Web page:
VALDOSTA — Many will be celebrating the new year with a plate full of black-eyed peas and hog jowls to ensure good luck throughout the year while others will be making resolutions to try and better themselves in 2008. But why? When did all of these superstitions and good luck charms surrounding the new year begin?

For centuries, it was thought that one could influence the luck — or lack thereof — that they would receive throughout the coming year by what they did on the first day of the year. Jan. 1 has been celebrated as a holiday by Western nations for only about the past 400 years, according to info.com. In fact, the month of January did not even exist until 700 B.C. when the second king of Rome, Numa Pontilius added the months of January and February. Before then, the new year was celebrated on the first day of the civil year — March 1. Before that time, the date of a new year celebration based on seasons, the first of which was believed to have been in Mesopotamia during the vernal equinox (first day of spring) in c. 2000 B.C.

In many regions of the United States — typically in the South — black-eyed peas and ham are considered a staple of the holiday’s traditions. As the old saying goes, “Eat peas on New Year’s Day to have plenty of

everything the rest of the year.” These and other legumes have been considered good luck in many cultures. The hog, and thus its meat, are also considered lucky because of its symbolization of prosperity. Cabbage leaves are also considered a sign of prosperity — due to their resemblance to paper money — and can be eaten on New Year’s to bring good fortune. Other countries around the world believe that anything in the shape of a ring — such as donuts — can symbolize “coming full circle” and should be eaten on the first day of the new year.

Resolutions have also been made — and broken — as part of New Year’s traditions since Babylonian times. Early Christians saw the act of making resolutions symbolic of reflecting on past mistake and resolving to improve oneself in the new year. Today, the top three most popular resolutions in America are to lose weight, stop smoking and spend more time with family, according to about.com.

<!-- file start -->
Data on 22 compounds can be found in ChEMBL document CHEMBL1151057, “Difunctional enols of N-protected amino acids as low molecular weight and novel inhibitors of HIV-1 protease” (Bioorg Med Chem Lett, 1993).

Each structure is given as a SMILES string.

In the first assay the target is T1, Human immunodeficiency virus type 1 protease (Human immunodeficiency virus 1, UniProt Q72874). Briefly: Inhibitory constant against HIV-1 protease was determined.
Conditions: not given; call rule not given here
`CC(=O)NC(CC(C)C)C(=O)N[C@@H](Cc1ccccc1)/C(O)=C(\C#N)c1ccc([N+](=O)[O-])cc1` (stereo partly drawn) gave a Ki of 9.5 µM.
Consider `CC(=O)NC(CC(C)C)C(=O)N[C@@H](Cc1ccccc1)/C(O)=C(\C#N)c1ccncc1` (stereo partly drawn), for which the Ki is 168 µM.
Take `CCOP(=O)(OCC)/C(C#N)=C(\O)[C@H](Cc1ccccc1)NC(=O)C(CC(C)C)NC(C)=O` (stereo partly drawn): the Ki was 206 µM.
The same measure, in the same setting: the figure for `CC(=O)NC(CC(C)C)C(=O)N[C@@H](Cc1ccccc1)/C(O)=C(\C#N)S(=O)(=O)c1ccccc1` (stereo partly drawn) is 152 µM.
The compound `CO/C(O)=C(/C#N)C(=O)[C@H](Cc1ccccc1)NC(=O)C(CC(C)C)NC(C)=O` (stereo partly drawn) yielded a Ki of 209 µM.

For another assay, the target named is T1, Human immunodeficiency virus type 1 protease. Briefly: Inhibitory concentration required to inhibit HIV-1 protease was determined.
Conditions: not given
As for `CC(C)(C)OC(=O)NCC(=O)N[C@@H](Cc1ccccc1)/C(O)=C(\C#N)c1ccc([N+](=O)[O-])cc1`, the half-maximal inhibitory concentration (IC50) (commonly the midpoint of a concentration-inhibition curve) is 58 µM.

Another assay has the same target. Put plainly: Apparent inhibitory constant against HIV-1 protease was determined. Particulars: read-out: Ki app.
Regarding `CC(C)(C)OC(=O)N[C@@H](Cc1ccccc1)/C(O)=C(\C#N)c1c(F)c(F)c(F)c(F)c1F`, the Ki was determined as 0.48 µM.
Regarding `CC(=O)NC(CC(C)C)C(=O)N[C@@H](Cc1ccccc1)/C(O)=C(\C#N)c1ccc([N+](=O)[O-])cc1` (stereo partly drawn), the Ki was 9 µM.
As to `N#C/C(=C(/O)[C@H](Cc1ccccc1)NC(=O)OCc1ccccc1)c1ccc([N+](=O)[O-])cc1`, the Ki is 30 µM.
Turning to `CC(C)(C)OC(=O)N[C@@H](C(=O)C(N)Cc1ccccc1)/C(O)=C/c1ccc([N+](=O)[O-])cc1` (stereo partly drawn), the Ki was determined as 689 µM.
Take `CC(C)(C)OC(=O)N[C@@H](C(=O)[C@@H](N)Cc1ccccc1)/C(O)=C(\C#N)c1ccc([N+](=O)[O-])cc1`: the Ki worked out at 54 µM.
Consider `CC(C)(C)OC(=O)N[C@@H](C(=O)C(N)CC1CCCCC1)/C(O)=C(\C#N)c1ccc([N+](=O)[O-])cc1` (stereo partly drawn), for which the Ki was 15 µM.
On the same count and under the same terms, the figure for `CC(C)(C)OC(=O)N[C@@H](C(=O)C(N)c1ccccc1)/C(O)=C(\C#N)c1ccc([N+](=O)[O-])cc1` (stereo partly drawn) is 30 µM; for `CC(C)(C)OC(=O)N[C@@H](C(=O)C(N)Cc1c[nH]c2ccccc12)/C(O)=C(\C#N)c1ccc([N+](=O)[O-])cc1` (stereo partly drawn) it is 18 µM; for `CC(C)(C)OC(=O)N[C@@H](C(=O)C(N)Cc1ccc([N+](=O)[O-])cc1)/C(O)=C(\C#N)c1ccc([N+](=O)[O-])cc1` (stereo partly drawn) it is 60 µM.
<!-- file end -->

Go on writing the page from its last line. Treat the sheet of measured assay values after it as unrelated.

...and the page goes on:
Of course, no New Year’s holiday is complete without the New Year’s Eve celebration. In order to bring good luck and happiness for the next 365 days, many people ring in the first minutes of the new year in the company of family and friends. Old traditions say that the first visitor on New Year’s Day would bring either good luck or bad luck the rest of the year. The best of luck comes if the first visitor is a tall dark-haired man.

The tradition of making noise with pots and pans and party favors originally began in an effort to scare off evil spirits, which would result in good tidings in the year to come. And at the stroke of midnight in nearly every English-speaking country in the world the song, “Auld Lang Syne” is sung to bring in the new year. The song of friendship is translated to mean “old long ago,” or simply, “the good old days”. The song, written in the 1700s by Robert Burns, is meant to remember the good times of the outgoing year while looking forward to a prosperous new one. The song became a New Year’s standard when a rendition was sung by Guy Lombardo and His Royal Canadians at midnight at a New Year’s Eve party at the Roosevelt Hotel in New York City in 1929 — a tradition which continued into the 1970s. Life magazine once wrote that “If Lombardo failed to play ‘Auld Lang Syne,’ the American public would not believe that the new year had really arrived.”